|Phytochemicals are substances that plants naturally produce to protect themselves against viruses, bacteria, and fungi. There are over 900 phytochemicals found in foods, and one serving of a fruit or vegetable may have as many as 100 different phytochemicals. Many phytochemicals are antioxidants that impart bright colors to fruits and vegetables. Lutein makes corn yellow, lycopene makes tomatoes red, carotene makes carrots orange and anthocyanin makes blueberries blue, for example. Both the bright colors and the antioxidant activities are due to alternating single-bonded and double-bonded carbons. Phytochemicals including carotenoids, flavonoids, indoles, isoflavones, capsacin, and protease inhibitors.
Phytochemicals are sometimes referred to as phytonutrients and these terms are often used interchangeably. Phytochemicals exhibit diversified physiologic and pharmacologic effects. They have been found to inactivate cancer-causing substances, stimulate the immune system, protect the heart from disease, and help prevent cataracts. Phytochemicals promote human health by strengthening the human immune system and blood vessels, by fighting tumors, and through other activities. Many of these non-nutritive substances have potent biological activity and may help to lower risk for many chronic diseases. Soybeans contain a variety of phytochemicals and are the only food source with nutritionally significant amounts of one type of phytochemical called isoflavones.
Carotenoids - Carotenoids are natural fat-soluble pigments found in certain plants. Carotenoids may be classified as hydrocarbon carotenes or xanthophylls, which are oxygenated derivatives of carotenes. Representative examples of carotenes include β-carotene, alpha-carotene, and lycopene. Examples of xanthophylls include lutein, astaxanthin, canthaxanthin, zeaxanthin, and capsorubin. Lycopene, lutein, zeaxanthin, phytoene, phytofluene and beta-carotene belong to this family.Carotenoids are converted to vitamin A mainly in the intestine and liver. Many carotenoids are antioxidants that protect cells against free radicals by neutralizing them before they cause oxidative damage.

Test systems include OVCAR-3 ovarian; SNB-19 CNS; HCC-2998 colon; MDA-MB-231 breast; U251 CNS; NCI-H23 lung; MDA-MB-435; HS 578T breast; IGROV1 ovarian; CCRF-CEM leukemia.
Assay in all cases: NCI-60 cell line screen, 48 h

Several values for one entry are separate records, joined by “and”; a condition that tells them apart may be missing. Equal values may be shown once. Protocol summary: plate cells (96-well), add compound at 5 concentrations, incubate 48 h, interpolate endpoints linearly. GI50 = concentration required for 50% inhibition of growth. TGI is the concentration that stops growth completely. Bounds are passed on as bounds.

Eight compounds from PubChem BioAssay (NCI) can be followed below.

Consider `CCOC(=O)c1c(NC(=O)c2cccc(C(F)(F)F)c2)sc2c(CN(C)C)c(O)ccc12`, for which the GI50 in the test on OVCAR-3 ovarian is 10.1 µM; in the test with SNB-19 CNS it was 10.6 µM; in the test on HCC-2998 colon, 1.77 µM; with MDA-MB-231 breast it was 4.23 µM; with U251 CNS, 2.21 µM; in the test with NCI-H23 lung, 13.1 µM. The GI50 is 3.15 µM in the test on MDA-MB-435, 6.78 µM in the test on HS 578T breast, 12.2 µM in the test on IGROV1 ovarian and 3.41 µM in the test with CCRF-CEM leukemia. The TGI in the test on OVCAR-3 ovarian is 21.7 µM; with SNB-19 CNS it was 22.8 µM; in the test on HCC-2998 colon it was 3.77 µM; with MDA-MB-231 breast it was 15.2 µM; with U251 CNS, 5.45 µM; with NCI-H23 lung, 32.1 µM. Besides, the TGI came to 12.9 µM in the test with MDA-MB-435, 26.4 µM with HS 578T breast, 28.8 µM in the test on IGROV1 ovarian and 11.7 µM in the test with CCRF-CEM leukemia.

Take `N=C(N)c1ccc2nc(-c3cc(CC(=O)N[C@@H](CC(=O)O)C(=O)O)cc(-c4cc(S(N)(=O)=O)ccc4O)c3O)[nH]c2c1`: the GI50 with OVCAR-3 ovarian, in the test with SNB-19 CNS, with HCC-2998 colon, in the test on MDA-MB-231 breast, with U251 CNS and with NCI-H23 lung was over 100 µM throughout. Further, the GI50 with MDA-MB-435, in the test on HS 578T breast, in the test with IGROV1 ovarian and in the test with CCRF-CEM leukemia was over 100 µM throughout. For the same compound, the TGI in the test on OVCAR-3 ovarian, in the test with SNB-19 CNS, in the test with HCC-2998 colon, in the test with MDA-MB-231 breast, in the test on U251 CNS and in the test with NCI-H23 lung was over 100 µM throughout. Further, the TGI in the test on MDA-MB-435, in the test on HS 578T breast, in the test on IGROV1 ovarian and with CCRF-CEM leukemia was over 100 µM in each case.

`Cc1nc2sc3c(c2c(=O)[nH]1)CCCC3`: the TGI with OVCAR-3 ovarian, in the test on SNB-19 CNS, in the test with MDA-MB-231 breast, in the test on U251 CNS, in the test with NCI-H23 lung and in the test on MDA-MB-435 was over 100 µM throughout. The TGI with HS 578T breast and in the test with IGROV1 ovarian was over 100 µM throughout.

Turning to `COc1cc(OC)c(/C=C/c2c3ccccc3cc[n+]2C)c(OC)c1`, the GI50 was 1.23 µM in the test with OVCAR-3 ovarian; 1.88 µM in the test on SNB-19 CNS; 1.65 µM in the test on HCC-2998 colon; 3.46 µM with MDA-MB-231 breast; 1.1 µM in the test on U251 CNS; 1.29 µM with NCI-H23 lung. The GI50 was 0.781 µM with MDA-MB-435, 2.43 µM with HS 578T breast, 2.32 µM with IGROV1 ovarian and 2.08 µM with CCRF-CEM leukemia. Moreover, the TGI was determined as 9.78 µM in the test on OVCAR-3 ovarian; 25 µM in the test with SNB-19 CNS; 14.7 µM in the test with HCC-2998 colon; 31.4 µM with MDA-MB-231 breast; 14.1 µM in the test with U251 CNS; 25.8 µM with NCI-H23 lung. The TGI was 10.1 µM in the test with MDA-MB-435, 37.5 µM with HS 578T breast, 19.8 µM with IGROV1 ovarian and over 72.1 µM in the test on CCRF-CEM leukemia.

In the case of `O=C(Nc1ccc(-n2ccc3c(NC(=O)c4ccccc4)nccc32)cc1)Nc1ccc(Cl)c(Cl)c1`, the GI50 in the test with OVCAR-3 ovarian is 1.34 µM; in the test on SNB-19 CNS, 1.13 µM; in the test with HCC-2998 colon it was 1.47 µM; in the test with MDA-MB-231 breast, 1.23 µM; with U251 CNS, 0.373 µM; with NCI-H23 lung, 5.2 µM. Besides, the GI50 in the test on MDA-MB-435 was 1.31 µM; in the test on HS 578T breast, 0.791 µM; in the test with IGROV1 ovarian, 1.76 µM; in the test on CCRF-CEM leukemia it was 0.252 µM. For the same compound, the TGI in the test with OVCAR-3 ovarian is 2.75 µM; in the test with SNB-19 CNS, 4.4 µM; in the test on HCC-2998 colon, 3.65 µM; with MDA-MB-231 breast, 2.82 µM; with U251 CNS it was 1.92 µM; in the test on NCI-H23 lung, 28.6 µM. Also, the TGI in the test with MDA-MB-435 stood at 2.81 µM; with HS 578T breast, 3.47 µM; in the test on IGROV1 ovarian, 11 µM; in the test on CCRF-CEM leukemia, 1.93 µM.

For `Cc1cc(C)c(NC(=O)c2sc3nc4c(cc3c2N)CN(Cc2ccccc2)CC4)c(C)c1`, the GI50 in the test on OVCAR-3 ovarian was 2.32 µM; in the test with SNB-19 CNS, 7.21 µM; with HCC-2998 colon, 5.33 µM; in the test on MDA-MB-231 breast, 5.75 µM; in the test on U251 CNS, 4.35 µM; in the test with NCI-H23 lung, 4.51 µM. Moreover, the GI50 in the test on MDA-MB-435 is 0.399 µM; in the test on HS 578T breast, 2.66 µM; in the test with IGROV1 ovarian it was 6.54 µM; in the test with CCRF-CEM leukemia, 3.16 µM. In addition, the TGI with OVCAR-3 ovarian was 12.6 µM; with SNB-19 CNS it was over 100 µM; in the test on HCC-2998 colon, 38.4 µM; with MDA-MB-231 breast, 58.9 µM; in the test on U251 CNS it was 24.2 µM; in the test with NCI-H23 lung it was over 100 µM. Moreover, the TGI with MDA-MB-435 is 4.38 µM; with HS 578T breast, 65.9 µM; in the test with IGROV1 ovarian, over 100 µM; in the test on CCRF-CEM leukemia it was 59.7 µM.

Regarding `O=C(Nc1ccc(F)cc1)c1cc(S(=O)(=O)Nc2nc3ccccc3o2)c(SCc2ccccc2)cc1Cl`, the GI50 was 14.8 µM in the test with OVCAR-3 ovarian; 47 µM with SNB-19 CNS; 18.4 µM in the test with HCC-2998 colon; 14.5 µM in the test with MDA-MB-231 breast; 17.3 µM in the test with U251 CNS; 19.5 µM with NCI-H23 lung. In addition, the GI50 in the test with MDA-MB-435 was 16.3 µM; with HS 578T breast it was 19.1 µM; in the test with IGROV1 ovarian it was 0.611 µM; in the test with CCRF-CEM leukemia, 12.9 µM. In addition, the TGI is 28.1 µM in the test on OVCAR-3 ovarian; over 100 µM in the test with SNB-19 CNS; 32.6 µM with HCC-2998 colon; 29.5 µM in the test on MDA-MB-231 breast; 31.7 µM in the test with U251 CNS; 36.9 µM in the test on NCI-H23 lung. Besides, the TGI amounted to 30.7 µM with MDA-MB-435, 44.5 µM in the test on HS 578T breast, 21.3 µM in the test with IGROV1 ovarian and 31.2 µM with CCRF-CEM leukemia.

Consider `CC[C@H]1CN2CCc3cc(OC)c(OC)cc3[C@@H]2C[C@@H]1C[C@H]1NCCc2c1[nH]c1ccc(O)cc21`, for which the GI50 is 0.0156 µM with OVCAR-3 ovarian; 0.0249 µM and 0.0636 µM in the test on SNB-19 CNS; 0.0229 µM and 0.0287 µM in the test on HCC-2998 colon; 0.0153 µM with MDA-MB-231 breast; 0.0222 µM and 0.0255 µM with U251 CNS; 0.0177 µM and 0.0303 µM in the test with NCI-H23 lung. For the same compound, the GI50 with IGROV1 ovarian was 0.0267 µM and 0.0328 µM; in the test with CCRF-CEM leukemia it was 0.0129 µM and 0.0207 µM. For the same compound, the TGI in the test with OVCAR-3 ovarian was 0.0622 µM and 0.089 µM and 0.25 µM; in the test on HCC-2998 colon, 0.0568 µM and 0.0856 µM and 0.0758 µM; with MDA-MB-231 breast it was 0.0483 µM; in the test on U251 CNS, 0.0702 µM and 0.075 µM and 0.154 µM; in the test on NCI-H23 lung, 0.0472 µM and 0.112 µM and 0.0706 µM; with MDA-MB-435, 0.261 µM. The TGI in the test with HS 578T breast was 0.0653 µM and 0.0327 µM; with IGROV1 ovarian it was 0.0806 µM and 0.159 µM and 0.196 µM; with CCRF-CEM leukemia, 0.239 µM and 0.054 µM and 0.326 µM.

Chlorophyll - Chlorophyll is the green pigment which is responsible for the green colour in most plants. Chlorophyll absorbs most in the red and blue portions of the electromagnetic spectrum, thus its intense green color. There are several kinds of chlorophyll, the most important being chlorophyll a which makes up about 75 percent of the chlorophyll in green plants. Chlorophyll has anti-inflammatory, antioxidant, and wound-healing properties. Chlorophyll and chlorophyllin are able to form tight molecular complexes with certain chemicals known or suspected to cause cancer.
Dietary fiber - Dietary fiber is the component in food not broken down by native enzymes and secretions of the gastrointestinal tract but which may be metabolized by the bacteria in the lower gut. Dietary fiber is widely recognized an important part of the treatment and prevention of diabetes, colorectal cancer, gastrointestinal disorders, high cholesterol, heart disease and obesity. There are many types of soluble fiber supplements: beta-glucan, psyllium, methylcellulose, pectins, vegetable gums and polycarbophil. Soluble fiber is found in some fruits (particularly oranges, also apples and bananas), oats, legumes, (peas, soybeans, and other beans), other vegetables, such as broccoli and carrots, and psyllium seed.
Flavonoids - Flavonoids are natural polyphenolic molecules common to most flowering plants, they include flavonols, flavones, flavanones, isoflavones, catechins, anthocyanidins and chalcones. Although not considered vitamins, flavonoids have a number of nutritional functions have been described as biological response modifiers; most act as antioxidants, and some have anti-inflammatory properties. Quercetin is a flavonoid that serves as the backbone for many other flavonoids, including the citrus flavonoids rutin, quercitrin, and hesperidin.